Classical Music of the Twenty-First Century
© 2000 by Don Robertson
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The DuochordAs I struggled with the creation of my Last Piece, I
also reflected upon the great difference between the music
that I was creating with Morty, and the music that I was
playing with Khansahib. One day I was reading a book by
Corinne Heline about music and its spiritual effects when I
noticed that there was a diagram in the book that explained
how the twelve notes of the musical chromatic scale
corresponded with the twelve signs of the astrological zodiac.
At that time I was interested in astrology and I thought this
was an interesting concept. The way she explained it, the
notes were placed counter-clockwise on the circle of the zodiac as follows: C, D, E,
F, G, A, B, C#, D#, F#, G#, A#. I don’t know where she
learned this, but it was very interesting. It was the 7-note
major scale (the white keys of the keyboard), followed by the
5-note pentatonic scale (the black keys of the keyboard): the
two most powerful scales in the music.
I was fascinated by this discovery. Astrology is based on a
circle, around which are drawn the 12 astrological signs.
Positive and negative relationships in astrology are
determined by where one sign stands in relationship to
another. I began to wonder that if this was the case in
astrology, wasn’t it also the case for the twelve notes of
the musical chromatic scale (the chromatic scale in music
includes all the black and white keys of an octave).
With this in mind, I drew astrological trines in a
circle that had Corinne Heline’s note values assigned to it.
The trines, or triangles, define the most positive
relationships between the signs: harmony and concord. To my
surprise, applying the trines to my drawing not only yielded
the most positive relationships between the signs, but also
the most positive relationships between musical notes: the
major and minor triads. The four triangles created two major
triads and two minor triads on the circle! This showed me that
by assigning the notes to the circle as she had described, the
overlaying of triangles yielded the very foundational elements
of music itself: the major and minor triad!
After marveling at this for a while, it came to me to draw squares.
In astrology, squares represent the negative elements: discord
and lack of harmony. So I drew the three possible squares. I
looked at what ensued and was completely shocked! There before
my eyes I saw the very chords that were the foundation of the
music that I had been composing. Each square was a four-note
chord made up of two half tones separated by a tritone:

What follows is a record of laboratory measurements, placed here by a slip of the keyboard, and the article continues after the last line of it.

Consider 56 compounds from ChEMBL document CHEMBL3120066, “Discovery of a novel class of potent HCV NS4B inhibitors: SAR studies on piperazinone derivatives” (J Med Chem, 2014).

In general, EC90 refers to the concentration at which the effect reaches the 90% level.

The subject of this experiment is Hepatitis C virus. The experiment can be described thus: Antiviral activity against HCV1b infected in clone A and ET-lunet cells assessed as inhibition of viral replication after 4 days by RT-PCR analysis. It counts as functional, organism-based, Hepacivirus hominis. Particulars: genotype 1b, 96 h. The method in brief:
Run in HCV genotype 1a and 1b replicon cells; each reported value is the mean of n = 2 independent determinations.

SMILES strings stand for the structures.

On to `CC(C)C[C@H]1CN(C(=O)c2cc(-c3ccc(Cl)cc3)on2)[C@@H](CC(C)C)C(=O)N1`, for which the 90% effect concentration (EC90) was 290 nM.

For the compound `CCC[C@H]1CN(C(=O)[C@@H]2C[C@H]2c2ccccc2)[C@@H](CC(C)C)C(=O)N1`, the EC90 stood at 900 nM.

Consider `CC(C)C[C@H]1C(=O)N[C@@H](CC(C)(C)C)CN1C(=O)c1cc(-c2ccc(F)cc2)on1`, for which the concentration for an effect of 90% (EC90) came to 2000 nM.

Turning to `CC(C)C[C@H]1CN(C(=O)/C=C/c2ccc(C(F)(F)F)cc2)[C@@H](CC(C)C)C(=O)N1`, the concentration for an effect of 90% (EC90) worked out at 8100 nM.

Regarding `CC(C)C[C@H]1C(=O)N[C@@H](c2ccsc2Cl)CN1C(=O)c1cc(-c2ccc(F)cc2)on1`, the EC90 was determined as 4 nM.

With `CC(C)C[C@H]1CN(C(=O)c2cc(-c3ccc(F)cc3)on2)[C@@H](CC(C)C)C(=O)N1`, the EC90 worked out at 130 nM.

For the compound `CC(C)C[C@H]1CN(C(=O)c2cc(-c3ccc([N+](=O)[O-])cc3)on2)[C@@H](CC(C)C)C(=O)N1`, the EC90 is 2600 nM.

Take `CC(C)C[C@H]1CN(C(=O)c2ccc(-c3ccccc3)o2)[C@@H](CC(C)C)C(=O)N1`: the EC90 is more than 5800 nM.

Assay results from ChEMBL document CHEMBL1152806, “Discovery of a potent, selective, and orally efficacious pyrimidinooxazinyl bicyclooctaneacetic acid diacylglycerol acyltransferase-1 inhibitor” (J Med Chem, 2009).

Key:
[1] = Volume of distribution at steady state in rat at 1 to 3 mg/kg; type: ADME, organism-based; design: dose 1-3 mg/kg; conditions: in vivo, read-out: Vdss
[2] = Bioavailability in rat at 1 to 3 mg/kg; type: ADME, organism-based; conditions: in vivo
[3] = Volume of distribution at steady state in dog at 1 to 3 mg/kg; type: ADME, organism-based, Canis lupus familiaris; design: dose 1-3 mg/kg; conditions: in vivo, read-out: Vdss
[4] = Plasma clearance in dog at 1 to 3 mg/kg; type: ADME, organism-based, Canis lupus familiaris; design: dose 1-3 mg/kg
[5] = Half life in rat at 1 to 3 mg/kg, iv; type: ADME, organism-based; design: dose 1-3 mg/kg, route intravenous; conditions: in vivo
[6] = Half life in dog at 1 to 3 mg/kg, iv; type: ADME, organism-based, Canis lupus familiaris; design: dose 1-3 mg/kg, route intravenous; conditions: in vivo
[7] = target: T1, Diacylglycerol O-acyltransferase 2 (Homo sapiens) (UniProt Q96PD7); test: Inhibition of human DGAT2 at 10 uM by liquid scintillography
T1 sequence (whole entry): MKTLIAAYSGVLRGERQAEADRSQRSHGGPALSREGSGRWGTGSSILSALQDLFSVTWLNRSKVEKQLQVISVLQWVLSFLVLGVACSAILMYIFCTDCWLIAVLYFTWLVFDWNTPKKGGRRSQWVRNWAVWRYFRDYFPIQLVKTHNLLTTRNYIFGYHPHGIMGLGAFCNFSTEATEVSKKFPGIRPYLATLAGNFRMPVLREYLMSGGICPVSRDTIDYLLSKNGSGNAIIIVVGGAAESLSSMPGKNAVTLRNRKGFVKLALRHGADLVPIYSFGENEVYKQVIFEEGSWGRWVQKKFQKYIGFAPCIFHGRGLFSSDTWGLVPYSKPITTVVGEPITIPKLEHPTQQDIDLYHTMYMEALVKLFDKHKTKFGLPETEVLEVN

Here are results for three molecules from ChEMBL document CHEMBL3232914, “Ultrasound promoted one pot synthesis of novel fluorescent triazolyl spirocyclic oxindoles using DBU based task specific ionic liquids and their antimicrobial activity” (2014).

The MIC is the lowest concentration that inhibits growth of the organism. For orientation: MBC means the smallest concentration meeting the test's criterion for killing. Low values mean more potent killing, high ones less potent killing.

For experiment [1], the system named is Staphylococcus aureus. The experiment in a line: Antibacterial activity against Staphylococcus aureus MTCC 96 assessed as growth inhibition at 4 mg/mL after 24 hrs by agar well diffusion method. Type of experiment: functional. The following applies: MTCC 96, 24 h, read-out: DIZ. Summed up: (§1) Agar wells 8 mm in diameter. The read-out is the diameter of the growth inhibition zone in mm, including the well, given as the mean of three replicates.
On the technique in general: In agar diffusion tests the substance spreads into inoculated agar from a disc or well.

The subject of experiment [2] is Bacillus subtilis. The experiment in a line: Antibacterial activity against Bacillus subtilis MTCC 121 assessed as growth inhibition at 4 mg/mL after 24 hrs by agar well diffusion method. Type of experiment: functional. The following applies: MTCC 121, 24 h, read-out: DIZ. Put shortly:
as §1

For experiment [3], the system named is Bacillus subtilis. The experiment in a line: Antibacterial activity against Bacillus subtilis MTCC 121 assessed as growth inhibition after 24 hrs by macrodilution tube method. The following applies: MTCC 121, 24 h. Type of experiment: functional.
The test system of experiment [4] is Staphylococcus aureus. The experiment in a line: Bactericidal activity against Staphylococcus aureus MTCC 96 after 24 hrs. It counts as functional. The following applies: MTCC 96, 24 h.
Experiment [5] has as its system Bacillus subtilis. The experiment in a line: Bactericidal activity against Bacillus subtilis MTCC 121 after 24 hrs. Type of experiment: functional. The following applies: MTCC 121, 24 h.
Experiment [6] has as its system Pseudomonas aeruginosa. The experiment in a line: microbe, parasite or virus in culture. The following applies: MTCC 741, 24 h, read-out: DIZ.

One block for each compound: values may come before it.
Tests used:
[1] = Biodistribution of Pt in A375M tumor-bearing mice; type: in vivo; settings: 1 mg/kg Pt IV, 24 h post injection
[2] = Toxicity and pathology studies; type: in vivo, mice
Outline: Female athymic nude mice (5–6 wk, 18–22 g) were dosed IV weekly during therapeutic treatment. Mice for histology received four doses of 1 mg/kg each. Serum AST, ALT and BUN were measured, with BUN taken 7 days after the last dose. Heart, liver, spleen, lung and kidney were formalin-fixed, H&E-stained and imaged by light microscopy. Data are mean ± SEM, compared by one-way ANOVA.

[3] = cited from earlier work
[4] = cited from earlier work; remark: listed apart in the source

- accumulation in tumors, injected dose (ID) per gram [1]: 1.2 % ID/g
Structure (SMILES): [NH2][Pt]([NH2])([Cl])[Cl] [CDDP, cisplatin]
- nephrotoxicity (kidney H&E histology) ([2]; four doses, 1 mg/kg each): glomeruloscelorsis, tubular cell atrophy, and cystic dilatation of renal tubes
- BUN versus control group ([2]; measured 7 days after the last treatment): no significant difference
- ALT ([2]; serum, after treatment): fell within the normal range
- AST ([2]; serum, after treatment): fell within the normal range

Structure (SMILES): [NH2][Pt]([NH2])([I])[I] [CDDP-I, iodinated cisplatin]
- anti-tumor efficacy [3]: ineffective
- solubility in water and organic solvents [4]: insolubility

Whether you believe in astrology or not is unimportant.
Here we are dealing with mathematics and symbolism. They are
important because they give insights into the inner workings
of nature. And I realized that I was looking at a mathematical
representation of the very conflict that I was beginning to
feel emotionally in my life: the music that I was composing
with Morty on one hand, and the music that I was playing with
Khansahib on the other. One was based on the triangles, the
other on the squares. With Morty, I was composing music that
was completely negative!
That realization bothered me a great deal, and I
contemplated it for months. I loved my duochordal music, and
if what I was beginning to understand was indeed true, I would
have to abandon it, because I knew in my heart that I did not
want to create something that was negative.
Finally, I decided to speak with Morty. I told him that I
had a conflict developing within me. He listened carefully as
I asked him:
"Do you think that this music that you and I write is…,"
I stumbled for a tasteful word to use, "…unnatural?"
He answered me immediately, without any reflection, and his
answer surprised me. He said:
"Yes, it is unnatural, but if you ever quote me on
that, I will deny that I ever said it."
I realized that this was to be our last lesson. The two
years of weekly visits would be over. I was sad, but I knew it
had to be.
That summer, I moved away from New York, following
Khansahib to the San Francisco area where he was establishing
a school for North Indian classical music. In San Francisco, I
recorded my album Dawn. This was the album that
reflected my struggle between the two shades of music, light
and dark…a struggle that would soon be played out on my last
battlefield. After the album was completed, my wife and I left
San Francisco for a six-month stay in Mexico and Guatemala.
There I would perhaps find my way, purify myself, and maybe
find a true spiritual path.
For months I struggled within because there was still a
part of me that had a strong desire to write duochordal music.
But one night, in a dream, I heard a duochord composition
being played that consisted of a succession of one negative
chord constructed of disharmonious intervals succeeded by
another, then another, and so on. The music was being played
very loudly by a very powerful brass ensemble! Every time one
of the loud chords sounded, it sent a cold shiver up my back
and I felt a wave of darkness flow over me. I awoke in a state
of panic and terrifying fear. I knew at once that I had to
completely let go of my desire to compose and enjoy duochordal
music. But it took nearly a half a year south of the border to
free myself from the grip of negative music.
for an example of duochordal music)
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